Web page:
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The Strathprints institutional repository is a digital archive of University of Strathclyde's Open Access research outputs. Strathprints provides access to thousands of Open Access research papers by University of Strathclyde researchers, including by researchers from the Department of Computer & Information Sciences involved in mathematically structured programming, similarity and metric search, computer security, software systems, combinatronics and digital health.

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Practical control of SERRS enhancement

Cunningham, D. and Littleford, R.E. and Smith, W.E. and Lundahl, P.J. and Khan, I. and McComb, D.W. and Graham, D. and Laforest, N. (2006) Practical control of SERRS enhancement. Faraday Discussions, 2006 (132). pp. 135-145. ISSN 1359-6640

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Abstract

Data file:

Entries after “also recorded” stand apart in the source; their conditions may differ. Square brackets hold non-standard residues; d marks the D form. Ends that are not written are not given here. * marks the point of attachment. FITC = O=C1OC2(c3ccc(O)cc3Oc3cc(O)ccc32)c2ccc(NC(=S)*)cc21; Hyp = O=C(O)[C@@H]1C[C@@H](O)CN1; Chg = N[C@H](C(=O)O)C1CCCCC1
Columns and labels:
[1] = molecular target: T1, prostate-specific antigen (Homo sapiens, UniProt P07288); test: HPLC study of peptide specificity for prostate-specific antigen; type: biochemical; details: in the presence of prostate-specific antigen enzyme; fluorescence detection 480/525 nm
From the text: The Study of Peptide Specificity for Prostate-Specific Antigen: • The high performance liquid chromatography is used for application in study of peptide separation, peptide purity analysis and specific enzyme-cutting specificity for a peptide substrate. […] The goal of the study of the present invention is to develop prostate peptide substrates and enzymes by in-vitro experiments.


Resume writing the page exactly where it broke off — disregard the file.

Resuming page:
The demonstration that quantitative and sensitive analysis can be carried out using surface enhanced resonance Raman scattering (SERRS) prompted a discussion and investigation of the main variables which are within the control of the analyst using colloidal silver as the substrate. Previous papers have dealt with the crucial need to obtain good chemisorption of the analyte to the surface and have reported the use of specially designed dyes for SERRS. One of the most variable processes is the aggregation of the colloid. Here, we investigate the addition of controlled amounts of an organic aggregating agent, poly-L-lysine, at concentrations which reduce the zeta potential in a controlled manner, thus aiding aggregation control. The relationship between the excitation frequency, the surface plasmon resonance frequency of the silver colloid and the frequency of the maximum absorbance of the molecular chromophore is studied using low concentrations of dye and no aggregating agent. Under these conditions, little to no aggregation is expected. The magnitude of the enhancement is strongly dependent on the frequency of the molecular chromophore as well as the plasmon resonance frequency. However, when sodium chloride is used to aggregate the colloid, a larger enhancement is obtained and the strong dependence on the molecular chromophore largely disappears. A much broader enhancement pro. le is obtained which appears to be related more to the specific enhancement processes caused by aggregation than the frequency of the chromophore. However, the total enhancement for SERRS is higher than for SERS thus indicating that the chromophore is still important to the process.